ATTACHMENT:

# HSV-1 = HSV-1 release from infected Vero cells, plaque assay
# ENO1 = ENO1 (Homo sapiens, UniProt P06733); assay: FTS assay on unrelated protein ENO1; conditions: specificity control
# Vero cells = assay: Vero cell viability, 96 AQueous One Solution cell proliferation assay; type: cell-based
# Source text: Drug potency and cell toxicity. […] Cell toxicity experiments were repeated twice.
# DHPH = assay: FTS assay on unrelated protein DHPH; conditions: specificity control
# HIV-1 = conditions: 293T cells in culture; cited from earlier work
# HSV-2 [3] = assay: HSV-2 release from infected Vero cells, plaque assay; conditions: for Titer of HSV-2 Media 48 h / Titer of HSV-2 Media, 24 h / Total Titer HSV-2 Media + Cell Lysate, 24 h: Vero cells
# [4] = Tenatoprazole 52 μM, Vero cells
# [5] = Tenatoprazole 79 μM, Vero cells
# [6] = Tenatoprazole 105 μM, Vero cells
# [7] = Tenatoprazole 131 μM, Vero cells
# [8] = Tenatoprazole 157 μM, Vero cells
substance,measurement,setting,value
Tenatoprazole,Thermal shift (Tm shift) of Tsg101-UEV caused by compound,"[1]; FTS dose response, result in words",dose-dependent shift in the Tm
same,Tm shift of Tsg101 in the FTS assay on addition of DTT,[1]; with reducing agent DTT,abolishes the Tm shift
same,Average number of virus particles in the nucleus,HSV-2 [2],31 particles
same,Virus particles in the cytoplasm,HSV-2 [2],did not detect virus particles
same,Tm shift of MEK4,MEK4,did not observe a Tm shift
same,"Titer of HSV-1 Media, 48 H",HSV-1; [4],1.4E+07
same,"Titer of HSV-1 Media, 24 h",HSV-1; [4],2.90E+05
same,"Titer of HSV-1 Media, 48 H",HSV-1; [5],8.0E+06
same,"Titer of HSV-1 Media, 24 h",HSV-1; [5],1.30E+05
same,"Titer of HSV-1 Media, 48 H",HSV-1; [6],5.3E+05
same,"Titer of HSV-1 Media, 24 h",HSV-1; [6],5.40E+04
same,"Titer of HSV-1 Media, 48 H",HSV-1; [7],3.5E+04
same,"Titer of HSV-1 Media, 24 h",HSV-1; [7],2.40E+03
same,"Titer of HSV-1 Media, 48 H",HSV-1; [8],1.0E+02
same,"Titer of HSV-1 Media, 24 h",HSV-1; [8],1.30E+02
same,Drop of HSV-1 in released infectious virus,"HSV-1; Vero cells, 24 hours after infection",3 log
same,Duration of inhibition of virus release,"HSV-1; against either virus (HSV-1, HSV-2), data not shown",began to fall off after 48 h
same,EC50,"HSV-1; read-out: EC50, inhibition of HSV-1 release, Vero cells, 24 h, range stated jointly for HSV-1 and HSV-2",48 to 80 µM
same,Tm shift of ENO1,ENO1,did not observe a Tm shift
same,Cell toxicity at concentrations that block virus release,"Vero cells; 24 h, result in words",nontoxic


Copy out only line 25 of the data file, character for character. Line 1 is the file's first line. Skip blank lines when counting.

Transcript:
same,"Titer of HSV-1 Media, 48 H",HSV-1; [7],3.5E+04